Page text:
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Direct Deposit for "Surprise" Bonuses

Julie Lam's Profile

Every year our company distributes an annual bonus to our employees of which there is an element of surprise in the amount of the bonus.  It's mostly based on the profitablity of the company so no one really knows how much they are going to get until the day of the bonus.  To maintain the element of surprise the company has always paid this bonus by check and hand delievered the checks to the individuals on bonus day.  And then everyone goes and parties. 

We really want to get rid of the paper part of the process aka checks, but are concerned about the element of surprise.  I know that some banks, particularily credit unions, can prepost the transcations sent via ACH, which would then be viewable by the account holder even though the funds are not available until the value date of the transaction. 

Any ideas?  Pay cards were dismissed as that seemed just as much of an administrative headache as a check.  Wires are too expensive.  Is this possible?


Michael Jameson
Title: VP Finance
Company: Undisclosed
(VP Finance, Undisclosed) |

Our payroll provider (Paylocity) can time our employee direct deposits to the day. No pre-notice, no possibility of warning to employees, just we say "have it hit on X day, and it hits. Can't your guys do the same? What would stop them, I wonder?

Topic Expert
Scott MacDonald
Title: President/Owner
Company: AlphaMac Resources, Inc.
(President/Owner, AlphaMac Resources, Inc.) |

The timing of the ACH deposit to the persons account is dependent on how often the Bank goes to the Fed to pick up the file and what the Bank's policy is on showing that deposit on the persons account. Bank of America goes every hour and shows the deposit as "in process", where as a small credit union may only go twice a day and may not post it until the Fed actually transfers the money. I would say 90% of your employees will see the deposit at the same time, the other 10% will see it later.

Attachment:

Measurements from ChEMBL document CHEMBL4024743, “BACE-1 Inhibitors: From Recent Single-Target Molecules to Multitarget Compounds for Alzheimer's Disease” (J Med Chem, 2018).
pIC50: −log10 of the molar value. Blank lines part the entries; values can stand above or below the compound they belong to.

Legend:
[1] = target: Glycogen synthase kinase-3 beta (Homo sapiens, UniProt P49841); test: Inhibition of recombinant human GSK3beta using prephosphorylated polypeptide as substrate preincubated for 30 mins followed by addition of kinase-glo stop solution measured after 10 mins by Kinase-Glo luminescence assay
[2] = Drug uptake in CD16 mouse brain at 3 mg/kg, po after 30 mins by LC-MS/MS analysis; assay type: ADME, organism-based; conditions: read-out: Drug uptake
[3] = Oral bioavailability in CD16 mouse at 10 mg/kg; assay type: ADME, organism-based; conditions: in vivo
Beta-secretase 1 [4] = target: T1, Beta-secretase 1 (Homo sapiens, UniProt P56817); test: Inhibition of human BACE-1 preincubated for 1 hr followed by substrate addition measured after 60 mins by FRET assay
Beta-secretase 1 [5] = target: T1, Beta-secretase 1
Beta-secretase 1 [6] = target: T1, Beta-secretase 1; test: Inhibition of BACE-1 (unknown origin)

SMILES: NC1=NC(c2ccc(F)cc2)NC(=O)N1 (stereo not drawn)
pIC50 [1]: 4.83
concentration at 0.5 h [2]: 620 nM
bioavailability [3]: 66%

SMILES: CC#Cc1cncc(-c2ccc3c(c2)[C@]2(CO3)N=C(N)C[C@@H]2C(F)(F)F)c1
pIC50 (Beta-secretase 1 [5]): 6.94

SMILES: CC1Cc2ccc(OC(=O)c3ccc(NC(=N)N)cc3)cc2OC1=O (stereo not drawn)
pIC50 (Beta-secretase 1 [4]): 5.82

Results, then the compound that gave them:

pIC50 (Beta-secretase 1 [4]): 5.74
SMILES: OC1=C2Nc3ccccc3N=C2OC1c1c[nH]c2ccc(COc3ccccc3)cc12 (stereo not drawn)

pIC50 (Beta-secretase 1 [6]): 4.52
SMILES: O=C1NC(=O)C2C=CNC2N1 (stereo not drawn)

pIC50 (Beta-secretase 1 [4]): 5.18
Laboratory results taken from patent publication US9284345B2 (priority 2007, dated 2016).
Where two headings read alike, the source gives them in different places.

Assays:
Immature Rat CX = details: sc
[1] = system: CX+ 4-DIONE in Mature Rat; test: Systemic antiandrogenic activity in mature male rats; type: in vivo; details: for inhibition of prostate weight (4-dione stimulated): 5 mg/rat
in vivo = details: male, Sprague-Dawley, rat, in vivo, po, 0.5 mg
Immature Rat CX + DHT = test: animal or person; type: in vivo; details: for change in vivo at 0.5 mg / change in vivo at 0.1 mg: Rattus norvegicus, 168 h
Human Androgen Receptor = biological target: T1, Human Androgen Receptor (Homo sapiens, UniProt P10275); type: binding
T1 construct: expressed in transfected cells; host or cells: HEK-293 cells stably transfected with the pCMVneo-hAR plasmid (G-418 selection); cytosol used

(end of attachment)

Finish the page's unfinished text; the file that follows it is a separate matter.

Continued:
That aside, there is something to handing a check to someone that in my view has a little more positive psychological affect that you don't get with a direct deposit or a prepaid card. While paper is certainly more time consuming, I think your employees probably look forward to have the check handed to them.

Fredrick Moore
Title: Strategic Marketing & Sales Manager
Company: MC Consulting
(Strategic Marketing & Sales Manager, MC Consulting) |

I love using PayPal for my private business. Have you put any thought to using them? Their instant text and or email notice feature could add good surprise element for your employees while you all are out celebrating. However, I'm not certain if this would be less daunting than handing out paper check. You may want to consult with a PayPal account executive. It's a free service for both the sender and receiver.

Recipients in the United States can withdraw money you send using one of the following options:

Spend the money online at thousands of stores that accept PayPal
Transfer it to their local bank account (takes 3-5 days)
Request a check (costs $1.50 and takes about 7 days)
If they have a PayPal debit card, they can use it to access the money you sent.

I hope this provides additional food for thought. Good luck!

Kevin Roones
Title: Senior Accounting Professional
Company: In-between
(Senior Accounting Professional, In-between) |

Once the amount has been settled on for each employee, why not have the employees' boss call them into his/her office one at a time, give them a little pep talk and tell them what the (pretax) amount will be.

This could be done the day before the funds actually hit the employee's account.

Nancy Tso
Title: Head of Client Service
Company: SkyStem
(Head of Client Service, SkyStem) |

I agree with Scott. For something like a surprise bonus, getting a paper check adds to the sweetness and amps up the excitement. Julie I think the "physical-ness" of the check makes the experience better.


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